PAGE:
American Values are Asserted and Expressed during the Wars

5/28/2004 Microsoft Word 2002

Wars happen when people have opposite ideas and values. They test the strength and righteousness of peoples’ believes in their values and ideas. Wars help people and countries see the gaps and wrongs of their actions and moral principles on which these actions were acted upon, as well as assert further believe in the correctness of the principles and actions that had to be done to establish such believes. The United States had to go through many challenges until it was able to gain and create the land and laws it fought for; America is a nation that was created for the people, so that every person could find better ways to live and work together, in peace and prosperity, with liberty and justice for all. American people believe that it is important to help other countries establish democratic liberties that the United States citizens are able to enjoy. As one of the most powerful and prosperous counties in the World, America is an example to others. Privileged to be an American we must live in integrity with our values and in doing so we will humbly and consciously serve as a beacon for any human who shares our values, and as a model for any nation that does not (W.C.2).

The Civil War was the first major war that challenged the American values. The Union and the Confederates had a very different vision for the future development of the new republic of the United States. During the Constitutional Convention of 1787, the founding fathers decided to put the issue of slavery on hold, because they believed that

the issue of slavery had the potential to tear apart the new nation because of the great differences in opinion about the issue. As time went on it became harder and harder to compromise on slavery, which later became one of the major causes of the Civil War.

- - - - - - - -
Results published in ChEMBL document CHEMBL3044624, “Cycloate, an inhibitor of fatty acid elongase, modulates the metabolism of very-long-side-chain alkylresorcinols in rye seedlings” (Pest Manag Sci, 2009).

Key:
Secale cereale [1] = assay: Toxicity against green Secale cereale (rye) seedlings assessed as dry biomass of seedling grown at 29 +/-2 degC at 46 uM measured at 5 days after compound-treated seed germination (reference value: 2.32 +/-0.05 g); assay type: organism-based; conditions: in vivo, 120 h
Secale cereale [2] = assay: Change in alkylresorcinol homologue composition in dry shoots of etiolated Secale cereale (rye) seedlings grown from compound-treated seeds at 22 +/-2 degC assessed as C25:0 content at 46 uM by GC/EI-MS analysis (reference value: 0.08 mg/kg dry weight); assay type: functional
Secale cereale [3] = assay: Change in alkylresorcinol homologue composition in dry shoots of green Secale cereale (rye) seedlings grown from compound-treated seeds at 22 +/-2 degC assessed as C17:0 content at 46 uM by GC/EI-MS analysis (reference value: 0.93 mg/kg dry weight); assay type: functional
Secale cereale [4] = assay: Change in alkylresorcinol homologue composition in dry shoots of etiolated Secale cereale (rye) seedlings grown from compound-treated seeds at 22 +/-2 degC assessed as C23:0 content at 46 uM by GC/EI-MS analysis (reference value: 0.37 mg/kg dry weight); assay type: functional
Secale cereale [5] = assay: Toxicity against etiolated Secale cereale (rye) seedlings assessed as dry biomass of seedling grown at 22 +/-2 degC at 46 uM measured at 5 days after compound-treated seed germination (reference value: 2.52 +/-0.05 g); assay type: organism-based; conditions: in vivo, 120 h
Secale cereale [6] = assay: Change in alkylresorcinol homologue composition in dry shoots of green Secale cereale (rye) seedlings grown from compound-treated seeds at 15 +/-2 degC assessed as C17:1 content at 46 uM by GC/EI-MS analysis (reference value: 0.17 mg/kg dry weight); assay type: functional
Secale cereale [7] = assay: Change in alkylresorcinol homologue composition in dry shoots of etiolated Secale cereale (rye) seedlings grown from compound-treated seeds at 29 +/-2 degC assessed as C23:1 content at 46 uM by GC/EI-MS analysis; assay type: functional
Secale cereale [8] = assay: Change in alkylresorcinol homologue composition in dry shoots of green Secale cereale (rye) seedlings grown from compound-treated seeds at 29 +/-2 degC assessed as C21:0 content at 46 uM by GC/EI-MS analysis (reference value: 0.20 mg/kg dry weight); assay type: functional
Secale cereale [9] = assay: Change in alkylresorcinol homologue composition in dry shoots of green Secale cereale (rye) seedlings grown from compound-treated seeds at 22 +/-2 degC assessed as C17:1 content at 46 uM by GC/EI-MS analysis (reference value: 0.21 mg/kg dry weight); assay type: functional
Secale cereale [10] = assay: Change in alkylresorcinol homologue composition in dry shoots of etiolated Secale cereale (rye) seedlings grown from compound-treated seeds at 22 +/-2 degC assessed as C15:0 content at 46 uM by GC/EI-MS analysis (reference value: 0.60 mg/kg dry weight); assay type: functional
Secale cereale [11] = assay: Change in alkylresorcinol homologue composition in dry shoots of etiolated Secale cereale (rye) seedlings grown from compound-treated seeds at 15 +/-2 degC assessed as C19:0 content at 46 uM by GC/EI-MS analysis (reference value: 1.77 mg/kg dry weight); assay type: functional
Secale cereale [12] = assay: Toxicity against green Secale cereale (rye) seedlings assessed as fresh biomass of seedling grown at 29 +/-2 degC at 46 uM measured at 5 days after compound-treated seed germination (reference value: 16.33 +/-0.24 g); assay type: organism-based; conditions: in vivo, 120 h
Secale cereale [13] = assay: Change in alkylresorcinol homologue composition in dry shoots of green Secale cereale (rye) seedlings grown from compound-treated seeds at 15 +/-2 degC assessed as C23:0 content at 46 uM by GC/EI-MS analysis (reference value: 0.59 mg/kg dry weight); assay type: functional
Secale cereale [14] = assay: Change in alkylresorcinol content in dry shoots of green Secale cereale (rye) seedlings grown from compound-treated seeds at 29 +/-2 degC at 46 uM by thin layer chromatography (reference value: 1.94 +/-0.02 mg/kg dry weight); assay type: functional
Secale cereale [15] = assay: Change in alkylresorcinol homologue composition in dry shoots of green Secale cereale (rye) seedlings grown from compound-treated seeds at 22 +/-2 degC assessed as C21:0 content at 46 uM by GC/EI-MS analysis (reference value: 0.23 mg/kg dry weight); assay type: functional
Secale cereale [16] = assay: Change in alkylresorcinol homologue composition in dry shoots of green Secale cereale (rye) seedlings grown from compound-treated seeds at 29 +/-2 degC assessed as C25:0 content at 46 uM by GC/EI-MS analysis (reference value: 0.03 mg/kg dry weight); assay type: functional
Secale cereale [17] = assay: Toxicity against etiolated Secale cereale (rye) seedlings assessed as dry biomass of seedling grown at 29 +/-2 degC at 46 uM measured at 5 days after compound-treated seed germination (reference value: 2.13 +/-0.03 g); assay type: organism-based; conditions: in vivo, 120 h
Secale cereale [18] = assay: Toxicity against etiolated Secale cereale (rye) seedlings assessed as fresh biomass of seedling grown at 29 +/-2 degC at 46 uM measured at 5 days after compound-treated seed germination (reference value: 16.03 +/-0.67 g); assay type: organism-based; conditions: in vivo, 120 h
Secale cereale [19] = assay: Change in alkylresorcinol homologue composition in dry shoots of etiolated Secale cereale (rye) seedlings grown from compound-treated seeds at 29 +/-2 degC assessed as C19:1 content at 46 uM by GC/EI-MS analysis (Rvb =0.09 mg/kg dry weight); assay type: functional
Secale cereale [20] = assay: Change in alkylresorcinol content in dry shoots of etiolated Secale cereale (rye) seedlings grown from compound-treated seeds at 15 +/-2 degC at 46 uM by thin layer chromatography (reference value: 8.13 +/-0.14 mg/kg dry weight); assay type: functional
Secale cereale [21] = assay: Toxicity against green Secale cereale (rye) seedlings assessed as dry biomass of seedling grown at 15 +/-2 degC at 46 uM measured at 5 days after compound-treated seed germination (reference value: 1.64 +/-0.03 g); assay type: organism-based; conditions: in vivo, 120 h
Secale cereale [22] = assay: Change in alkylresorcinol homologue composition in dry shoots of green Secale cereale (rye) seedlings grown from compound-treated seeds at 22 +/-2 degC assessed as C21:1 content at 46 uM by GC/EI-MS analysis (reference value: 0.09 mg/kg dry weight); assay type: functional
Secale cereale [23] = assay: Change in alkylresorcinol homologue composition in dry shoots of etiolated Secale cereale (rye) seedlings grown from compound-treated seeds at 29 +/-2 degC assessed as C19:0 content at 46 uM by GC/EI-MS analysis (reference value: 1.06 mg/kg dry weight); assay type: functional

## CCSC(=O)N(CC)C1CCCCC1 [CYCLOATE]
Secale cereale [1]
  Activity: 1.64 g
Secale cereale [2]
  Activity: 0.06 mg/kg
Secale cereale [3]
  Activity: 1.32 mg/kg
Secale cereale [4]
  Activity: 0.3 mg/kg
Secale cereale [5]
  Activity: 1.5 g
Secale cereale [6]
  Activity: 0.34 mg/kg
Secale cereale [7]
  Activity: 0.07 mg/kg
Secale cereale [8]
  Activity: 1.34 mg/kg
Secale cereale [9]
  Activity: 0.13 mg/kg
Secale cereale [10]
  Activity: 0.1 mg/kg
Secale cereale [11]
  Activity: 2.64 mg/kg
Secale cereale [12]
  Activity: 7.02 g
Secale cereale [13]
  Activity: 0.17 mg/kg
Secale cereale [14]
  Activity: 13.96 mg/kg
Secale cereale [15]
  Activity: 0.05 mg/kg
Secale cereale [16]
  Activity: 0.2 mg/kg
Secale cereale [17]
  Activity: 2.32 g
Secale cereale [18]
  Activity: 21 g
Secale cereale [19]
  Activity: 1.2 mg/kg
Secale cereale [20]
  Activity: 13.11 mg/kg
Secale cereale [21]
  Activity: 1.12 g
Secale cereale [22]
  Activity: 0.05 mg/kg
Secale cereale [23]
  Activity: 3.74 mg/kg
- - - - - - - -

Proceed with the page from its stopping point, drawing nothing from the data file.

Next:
Between 1793 and 1850, the Northern and Southern parts of the United States became more and more different economically- the South relied on slave labor and a plantation system, while the North benefited form the Industrial Revolution and the cheap labor of immigrants working in the factories. Another problem was the different social standards. In the South it was believed, that rich people should own and control politics, property, and government while the abolition of slavery, women\'s rights, educational change, and the right of any person to own a business were all issues that became significant in the North. These differences in opinion had to be solved, and since no one wanted to compromise- the only way to solve these differences was to fight in a war (W.C.5).

From a speech delivered June 16, 1858, at the Illinois Republican State convention, on the occasion of Mr. Lincoln to oppose Sen. Stephen A. Douglas for the Senate, and Lincoln’s Second Inaugural, delivered on March 4, 1865 we see how critically separated and determined in the righteousness of their ideas the North and the South were. They were fighting for their ideas, believes, fighting to be united and later cherish and preserve the values of the stronger one that wins this War.

“Both read the same Bible and pray to the same God, and each invokes His aid against the other…Fondly do we hope, fervently do we pray, that this mighty scourge of war may speedily pass way….Yet if God wills that it continues until every drop of blood drawn with the lash shall be paid by another with the sward, so still it must be said “the judgment of the Lord are true and righteous altogether.”3. With malice toward none, with firmness in the right as God gives us to see the right, let us strive to finish the work we are in, to bind up the nation’s wounds.” “A house divided against itself can not stand” (W.C.1).

The Union won over the Confederacy, and today we are still living by rather the same principles for which the soldiers fought and sacrificed their lives one hundred and thirty nine years ago- the American democracy. Following its history, values, and traditions, the United States of America always tried to help other people: the people who needed help, who were suppressed, living